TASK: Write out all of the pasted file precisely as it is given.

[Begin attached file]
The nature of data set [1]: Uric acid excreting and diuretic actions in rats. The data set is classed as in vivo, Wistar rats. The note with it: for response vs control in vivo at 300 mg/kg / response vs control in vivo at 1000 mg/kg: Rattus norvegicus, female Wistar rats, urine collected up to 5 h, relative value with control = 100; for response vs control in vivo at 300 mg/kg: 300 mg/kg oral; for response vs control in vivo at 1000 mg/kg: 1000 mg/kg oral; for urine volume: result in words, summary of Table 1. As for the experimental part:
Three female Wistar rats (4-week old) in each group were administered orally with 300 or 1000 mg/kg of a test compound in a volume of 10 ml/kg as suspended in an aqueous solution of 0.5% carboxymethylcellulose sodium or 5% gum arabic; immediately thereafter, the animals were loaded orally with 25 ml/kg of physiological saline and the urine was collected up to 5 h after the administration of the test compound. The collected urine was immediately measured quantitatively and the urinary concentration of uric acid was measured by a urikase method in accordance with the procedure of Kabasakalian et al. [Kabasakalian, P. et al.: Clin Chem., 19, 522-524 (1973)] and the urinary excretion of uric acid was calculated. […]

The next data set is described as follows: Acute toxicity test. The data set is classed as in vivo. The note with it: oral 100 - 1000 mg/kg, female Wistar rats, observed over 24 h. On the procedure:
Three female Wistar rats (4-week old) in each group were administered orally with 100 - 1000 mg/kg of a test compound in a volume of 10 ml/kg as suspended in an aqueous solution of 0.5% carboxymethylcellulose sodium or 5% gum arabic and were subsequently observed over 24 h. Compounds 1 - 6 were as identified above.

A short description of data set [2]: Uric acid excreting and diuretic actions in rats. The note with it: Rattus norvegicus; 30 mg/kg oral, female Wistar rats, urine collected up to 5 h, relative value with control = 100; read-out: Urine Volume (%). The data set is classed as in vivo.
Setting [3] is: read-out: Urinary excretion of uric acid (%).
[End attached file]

The nature of data set [1]: Uric acid excreting and diuretic actions in rats. The data set is classed as in vivo, Wistar rats. The note with it: for response vs control in vivo at 300 mg/kg / response vs control in vivo at 1000 mg/kg: Rattus norvegicus, female Wistar rats, urine collected up to 5 h, relative value with control = 100; for response vs control in vivo at 300 mg/kg: 300 mg/kg oral; for response vs control in vivo at 1000 mg/kg: 1000 mg/kg oral; for urine volume: result in words, summary of Table 1. As for the experimental part:
Three female Wistar rats (4-week old) in each group were administered orally with 300 or 1000 mg/kg of a test compound in a volume of 10 ml/kg as suspended in an aqueous solution of 0.5% carboxymethylcellulose sodium or 5% gum arabic; immediately thereafter, the animals were loaded orally with 25 ml/kg of physiological saline and the urine was collected up to 5 h after the administration of the test compound. The collected urine was immediately measured quantitatively and the urinary concentration of uric acid was measured by a urikase method in accordance with the procedure of Kabasakalian et al. [Kabasakalian, P. et al.: Clin Chem., 19, 522-524 (1973)] and the urinary excretion of uric acid was calculated. […]

The next data set is described as follows: Acute toxicity test. The data set is classed as in vivo. The note with it: oral 100 - 1000 mg/kg, female Wistar rats, observed over 24 h. On the procedure:
Three female Wistar rats (4-week old) in each group were administered orally with 100 - 1000 mg/kg of a test compound in a volume of 10 ml/kg as suspended in an aqueous solution of 0.5% carboxymethylcellulose sodium or 5% gum arabic and were subsequently observed over 24 h. Compounds 1 - 6 were as identified above.

A short description of data set [2]: Uric acid excreting and diuretic actions in rats. The note with it: Rattus norvegicus; 30 mg/kg oral, female Wistar rats, urine collected up to 5 h, relative value with control = 100; read-out: Urine Volume (%). The data set is classed as in vivo.
Setting [3] is: read-out: Urinary excretion of uric acid (%).